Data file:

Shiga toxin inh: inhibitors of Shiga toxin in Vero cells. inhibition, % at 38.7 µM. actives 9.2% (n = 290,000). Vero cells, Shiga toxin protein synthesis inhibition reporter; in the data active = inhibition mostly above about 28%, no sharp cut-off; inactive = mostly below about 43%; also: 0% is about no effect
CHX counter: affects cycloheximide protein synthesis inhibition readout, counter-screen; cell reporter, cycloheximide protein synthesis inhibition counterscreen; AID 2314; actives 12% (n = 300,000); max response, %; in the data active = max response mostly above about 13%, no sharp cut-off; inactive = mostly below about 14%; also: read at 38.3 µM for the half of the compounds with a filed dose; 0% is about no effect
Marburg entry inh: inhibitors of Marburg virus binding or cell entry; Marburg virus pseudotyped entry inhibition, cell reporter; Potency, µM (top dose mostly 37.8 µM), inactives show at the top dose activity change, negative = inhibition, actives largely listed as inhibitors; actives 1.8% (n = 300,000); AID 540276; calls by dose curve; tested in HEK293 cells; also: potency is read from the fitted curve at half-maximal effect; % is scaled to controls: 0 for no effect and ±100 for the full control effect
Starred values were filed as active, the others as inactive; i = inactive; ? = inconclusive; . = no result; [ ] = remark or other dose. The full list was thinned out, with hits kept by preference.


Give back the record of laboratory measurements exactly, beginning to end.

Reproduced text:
Shiga toxin inh: inhibitors of Shiga toxin in Vero cells. inhibition, % at 38.7 µM. actives 9.2% (n = 290,000). Vero cells, Shiga toxin protein synthesis inhibition reporter; in the data active = inhibition mostly above about 28%, no sharp cut-off; inactive = mostly below about 43%; also: 0% is about no effect
CHX counter: affects cycloheximide protein synthesis inhibition readout, counter-screen; cell reporter, cycloheximide protein synthesis inhibition counterscreen; AID 2314; actives 12% (n = 300,000); max response, %; in the data active = max response mostly above about 13%, no sharp cut-off; inactive = mostly below about 14%; also: read at 38.3 µM for the half of the compounds with a filed dose; 0% is about no effect
Marburg entry inh: inhibitors of Marburg virus binding or cell entry; Marburg virus pseudotyped entry inhibition, cell reporter; Potency, µM (top dose mostly 37.8 µM), inactives show at the top dose activity change, negative = inhibition, actives largely listed as inhibitors; actives 1.8% (n = 300,000); AID 540276; calls by dose curve; tested in HEK293 cells; also: potency is read from the fitted curve at half-maximal effect; % is scaled to controls: 0 for no effect and ±100 for the full control effect
Starred values were filed as active, the others as inactive; i = inactive; ? = inconclusive; . = no result; [ ] = remark or other dose. The full list was thinned out, with hits kept by preference.